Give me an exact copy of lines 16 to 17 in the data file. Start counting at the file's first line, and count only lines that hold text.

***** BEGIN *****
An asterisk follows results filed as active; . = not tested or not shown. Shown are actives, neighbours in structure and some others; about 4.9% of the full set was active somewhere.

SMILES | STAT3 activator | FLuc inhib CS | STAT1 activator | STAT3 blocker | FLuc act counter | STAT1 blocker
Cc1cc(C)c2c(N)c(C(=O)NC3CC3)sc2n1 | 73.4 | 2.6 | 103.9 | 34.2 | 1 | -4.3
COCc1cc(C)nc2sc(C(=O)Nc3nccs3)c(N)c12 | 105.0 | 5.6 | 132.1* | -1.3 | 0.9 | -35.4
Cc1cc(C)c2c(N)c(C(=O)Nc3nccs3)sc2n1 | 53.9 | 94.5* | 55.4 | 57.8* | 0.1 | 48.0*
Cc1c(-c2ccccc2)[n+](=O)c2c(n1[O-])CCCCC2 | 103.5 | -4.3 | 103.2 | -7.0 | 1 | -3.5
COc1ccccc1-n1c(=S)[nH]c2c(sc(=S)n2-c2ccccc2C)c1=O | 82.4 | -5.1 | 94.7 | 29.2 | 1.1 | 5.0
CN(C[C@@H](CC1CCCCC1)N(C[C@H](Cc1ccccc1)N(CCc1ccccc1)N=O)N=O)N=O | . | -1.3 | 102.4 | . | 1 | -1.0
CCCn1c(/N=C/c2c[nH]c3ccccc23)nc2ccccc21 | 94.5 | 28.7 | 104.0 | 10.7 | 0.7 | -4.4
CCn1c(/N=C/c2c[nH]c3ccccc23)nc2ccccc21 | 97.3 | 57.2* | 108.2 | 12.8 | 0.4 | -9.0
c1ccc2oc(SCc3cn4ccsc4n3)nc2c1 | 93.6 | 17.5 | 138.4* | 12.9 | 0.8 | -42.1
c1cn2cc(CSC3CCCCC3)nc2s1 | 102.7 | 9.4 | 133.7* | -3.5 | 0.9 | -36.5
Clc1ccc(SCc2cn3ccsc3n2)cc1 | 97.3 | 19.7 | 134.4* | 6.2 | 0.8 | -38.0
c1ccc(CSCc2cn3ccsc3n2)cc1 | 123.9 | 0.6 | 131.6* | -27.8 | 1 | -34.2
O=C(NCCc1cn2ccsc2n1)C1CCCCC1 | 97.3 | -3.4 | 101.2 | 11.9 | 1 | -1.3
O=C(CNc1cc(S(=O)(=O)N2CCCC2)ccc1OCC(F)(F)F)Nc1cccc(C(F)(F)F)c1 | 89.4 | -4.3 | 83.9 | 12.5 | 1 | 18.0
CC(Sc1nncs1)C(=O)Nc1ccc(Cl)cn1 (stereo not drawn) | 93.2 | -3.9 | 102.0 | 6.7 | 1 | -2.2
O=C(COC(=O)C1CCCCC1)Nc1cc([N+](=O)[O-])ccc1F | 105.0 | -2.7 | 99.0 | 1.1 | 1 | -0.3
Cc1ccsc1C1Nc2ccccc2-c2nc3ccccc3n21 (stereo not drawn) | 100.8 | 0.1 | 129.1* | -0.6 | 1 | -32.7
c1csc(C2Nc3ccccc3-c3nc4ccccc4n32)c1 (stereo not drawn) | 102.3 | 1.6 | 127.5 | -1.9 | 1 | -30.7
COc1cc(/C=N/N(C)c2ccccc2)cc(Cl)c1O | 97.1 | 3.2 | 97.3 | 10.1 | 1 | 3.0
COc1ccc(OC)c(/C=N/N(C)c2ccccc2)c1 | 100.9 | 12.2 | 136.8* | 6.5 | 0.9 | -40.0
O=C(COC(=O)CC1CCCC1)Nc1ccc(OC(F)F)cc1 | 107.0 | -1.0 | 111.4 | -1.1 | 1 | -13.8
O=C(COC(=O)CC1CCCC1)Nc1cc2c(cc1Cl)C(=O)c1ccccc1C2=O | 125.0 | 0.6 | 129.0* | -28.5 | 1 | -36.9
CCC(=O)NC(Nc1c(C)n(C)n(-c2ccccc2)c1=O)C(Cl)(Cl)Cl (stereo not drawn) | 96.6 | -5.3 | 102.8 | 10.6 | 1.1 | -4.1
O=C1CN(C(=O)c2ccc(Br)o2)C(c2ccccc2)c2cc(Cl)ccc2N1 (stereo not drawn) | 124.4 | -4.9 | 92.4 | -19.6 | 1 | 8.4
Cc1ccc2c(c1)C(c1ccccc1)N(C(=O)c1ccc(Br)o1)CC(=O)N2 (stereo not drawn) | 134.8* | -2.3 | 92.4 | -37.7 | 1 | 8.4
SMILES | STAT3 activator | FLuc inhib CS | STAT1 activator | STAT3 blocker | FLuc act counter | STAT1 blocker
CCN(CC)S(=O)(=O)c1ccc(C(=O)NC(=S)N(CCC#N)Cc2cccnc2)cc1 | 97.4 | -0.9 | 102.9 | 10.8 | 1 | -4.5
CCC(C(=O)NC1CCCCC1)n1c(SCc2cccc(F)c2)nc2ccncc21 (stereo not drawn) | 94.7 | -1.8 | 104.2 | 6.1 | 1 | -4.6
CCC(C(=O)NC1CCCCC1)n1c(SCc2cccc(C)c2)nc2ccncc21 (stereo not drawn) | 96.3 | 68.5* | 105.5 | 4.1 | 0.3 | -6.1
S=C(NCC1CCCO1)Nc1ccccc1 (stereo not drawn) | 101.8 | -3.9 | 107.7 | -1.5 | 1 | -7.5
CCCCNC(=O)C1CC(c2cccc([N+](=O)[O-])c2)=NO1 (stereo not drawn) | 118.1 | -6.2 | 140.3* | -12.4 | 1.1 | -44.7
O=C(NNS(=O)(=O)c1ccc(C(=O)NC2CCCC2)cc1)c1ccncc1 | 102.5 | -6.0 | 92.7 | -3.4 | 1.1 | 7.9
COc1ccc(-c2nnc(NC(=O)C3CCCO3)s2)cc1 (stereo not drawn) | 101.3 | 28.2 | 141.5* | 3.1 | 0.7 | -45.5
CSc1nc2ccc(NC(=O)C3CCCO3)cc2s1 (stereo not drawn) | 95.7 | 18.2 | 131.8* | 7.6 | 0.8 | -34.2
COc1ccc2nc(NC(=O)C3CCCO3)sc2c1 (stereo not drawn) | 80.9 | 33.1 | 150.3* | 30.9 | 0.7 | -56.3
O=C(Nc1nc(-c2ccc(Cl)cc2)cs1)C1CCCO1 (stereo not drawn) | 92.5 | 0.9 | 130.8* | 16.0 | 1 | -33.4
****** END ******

O=C(CNc1cc(S(=O)(=O)N2CCCC2)ccc1OCC(F)(F)F)Nc1cccc(C(F)(F)F)c1 | 89.4 | -4.3 | 83.9 | 12.5 | 1 | 18.0
CC(Sc1nncs1)C(=O)Nc1ccc(Cl)cn1 (stereo not drawn) | 93.2 | -3.9 | 102.0 | 6.7 | 1 | -2.2